SAN DIEGO -- District Attorney Summer Stephan Tuesday announced a trio of new programs that aim to bring human trafficking education, prevention and awareness training into every public school in San Diego County, and protect children from exploitation under the umbrella of the newly established San Diego Trafficking Prevention Collective.
The announcement comes during national Human Trafficking Awareness Month and responds to FBI data showing that San Diego ranks as one of the 13 worst regions for human trafficking.
The Collective obtained a three-year grant to fund the training, helping school districts comply with a law passed in 2017 requiring schools to provide a human trafficking curriculum.
The first-of-its-kind public-private partnership will bring three unique programs to schools under the Collective's umbrella: PROTECT, Project ROOTS and KNOW MORE.
"Combatting human trafficking and protecting children from falling victim to this terrible form of modern-day slavery is one of my top public safety priorities," Stephan said. "Human trafficking is the second largest criminal industry in the world in which traffickers profit by preying on unsuspecting children, luring them right out of their schools and homes with deception and lies. This first-of-its-kind human trafficking prevention education collective will arm our kids with the knowledge and tools they need to protect themselves and to engage with trusted adults to help them remain free of abuse and exploitation."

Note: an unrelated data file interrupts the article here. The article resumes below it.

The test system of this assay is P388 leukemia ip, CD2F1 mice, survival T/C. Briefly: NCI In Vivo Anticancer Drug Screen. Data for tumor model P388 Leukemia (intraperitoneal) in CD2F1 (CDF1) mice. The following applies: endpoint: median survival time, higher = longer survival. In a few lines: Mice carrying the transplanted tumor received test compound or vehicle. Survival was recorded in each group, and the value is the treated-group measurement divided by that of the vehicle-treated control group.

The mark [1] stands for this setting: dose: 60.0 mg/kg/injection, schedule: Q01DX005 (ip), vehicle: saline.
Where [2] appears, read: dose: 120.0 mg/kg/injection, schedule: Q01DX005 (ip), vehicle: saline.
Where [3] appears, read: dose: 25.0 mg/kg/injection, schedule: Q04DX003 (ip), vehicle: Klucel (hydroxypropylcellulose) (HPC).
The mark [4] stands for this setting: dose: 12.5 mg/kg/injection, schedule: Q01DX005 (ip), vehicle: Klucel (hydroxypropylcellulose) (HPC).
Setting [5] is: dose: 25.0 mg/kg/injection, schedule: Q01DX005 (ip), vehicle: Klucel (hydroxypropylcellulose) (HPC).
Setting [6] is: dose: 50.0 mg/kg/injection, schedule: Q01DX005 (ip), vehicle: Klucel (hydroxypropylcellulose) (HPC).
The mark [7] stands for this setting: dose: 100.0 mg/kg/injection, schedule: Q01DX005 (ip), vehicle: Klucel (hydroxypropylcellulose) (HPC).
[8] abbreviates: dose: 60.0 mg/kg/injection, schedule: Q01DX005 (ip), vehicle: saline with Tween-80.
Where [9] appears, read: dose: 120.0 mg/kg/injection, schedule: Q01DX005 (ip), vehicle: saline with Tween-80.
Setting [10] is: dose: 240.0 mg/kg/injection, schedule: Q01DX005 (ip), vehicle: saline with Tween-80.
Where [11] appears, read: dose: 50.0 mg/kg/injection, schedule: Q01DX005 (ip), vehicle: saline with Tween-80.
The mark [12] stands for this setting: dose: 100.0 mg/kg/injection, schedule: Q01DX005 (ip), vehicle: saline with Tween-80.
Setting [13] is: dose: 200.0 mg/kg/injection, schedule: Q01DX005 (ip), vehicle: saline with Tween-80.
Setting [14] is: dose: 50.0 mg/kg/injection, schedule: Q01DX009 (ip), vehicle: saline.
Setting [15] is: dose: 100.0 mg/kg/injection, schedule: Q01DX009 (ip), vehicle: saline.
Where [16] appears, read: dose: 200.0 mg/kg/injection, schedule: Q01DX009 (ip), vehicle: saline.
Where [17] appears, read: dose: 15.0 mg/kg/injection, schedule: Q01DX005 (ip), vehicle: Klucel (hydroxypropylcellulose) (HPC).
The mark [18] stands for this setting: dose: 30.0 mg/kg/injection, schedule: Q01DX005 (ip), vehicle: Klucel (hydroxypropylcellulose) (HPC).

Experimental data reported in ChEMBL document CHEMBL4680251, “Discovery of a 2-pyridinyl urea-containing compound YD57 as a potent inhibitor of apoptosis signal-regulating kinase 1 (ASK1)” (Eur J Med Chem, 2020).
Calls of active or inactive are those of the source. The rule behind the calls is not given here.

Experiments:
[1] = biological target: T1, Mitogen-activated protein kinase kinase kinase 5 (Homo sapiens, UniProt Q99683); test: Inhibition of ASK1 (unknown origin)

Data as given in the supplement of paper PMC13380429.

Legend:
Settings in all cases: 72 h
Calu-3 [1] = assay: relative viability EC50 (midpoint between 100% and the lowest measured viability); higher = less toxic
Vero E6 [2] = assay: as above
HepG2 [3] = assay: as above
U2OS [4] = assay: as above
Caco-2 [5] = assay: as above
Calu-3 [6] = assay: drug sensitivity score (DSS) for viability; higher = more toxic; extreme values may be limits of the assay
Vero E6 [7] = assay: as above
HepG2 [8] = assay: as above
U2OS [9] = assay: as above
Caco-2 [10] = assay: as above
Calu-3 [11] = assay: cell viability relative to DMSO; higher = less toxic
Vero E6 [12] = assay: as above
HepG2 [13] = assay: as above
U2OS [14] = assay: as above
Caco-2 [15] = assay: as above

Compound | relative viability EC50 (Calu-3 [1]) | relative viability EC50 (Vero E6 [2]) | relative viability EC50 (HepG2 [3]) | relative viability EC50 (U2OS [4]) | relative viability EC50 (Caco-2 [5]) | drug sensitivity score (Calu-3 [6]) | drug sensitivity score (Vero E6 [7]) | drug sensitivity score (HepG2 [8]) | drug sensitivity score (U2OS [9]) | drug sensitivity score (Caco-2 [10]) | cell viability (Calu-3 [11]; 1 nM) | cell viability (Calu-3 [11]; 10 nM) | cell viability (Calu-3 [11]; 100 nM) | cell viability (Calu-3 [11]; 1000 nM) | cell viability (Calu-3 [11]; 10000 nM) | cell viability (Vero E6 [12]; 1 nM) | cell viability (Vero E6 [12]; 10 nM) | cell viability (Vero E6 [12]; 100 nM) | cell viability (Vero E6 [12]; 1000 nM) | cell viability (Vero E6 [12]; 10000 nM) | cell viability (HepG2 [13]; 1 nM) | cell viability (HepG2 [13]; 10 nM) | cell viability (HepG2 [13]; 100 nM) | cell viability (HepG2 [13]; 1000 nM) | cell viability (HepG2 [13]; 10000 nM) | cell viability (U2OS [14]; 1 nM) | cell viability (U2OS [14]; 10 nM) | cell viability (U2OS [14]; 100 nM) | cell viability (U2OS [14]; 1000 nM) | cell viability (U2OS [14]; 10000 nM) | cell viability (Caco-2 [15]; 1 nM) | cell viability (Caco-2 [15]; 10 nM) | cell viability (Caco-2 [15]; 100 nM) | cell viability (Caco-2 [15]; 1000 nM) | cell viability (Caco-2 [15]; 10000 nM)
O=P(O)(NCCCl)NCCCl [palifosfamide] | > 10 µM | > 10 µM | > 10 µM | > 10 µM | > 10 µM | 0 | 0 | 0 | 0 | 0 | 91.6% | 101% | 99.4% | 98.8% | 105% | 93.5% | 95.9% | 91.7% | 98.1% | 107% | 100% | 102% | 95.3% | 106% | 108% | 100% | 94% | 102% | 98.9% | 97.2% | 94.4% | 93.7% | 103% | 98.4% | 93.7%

The Collective is designed to empower students in elementary, middle and high school and teaches them about human trafficking in schools and neighborhoods, through a three-pronged approach: in-school prevention education, after-school intervention and interactive multimedia training.
The grant has been funded by the UBS Optimus Foundation, which identified San Diego as a region with opportunities to augment its approach to human trafficking prevention and education.
San Diego County ranks in the top three areas in the state for human trafficking, and research estimates an underground sex economy worth $10 million a year, officials said. Victims can be anyone ... women, men, children, U.S. citizens or foreign nationals.
However, in the area of sex trafficking, minors are particularly vulnerable targets. Social media is one way traffickers access and exploit children, officials said.
"This investment allows the San Diego Unified School District to make sure our middle and high school teachers are fully informed and prepared for the fight against human trafficking," San Diego Unified School District Superintendent Cindy Marten said.
So far, the school districts using the free curriculum include the San Diego Unified School District, Sweetwater Union High School District, Escondido Union High School District, San Diego Union High School District, Poway Unified School District and San Pasqual Union Elementary School District.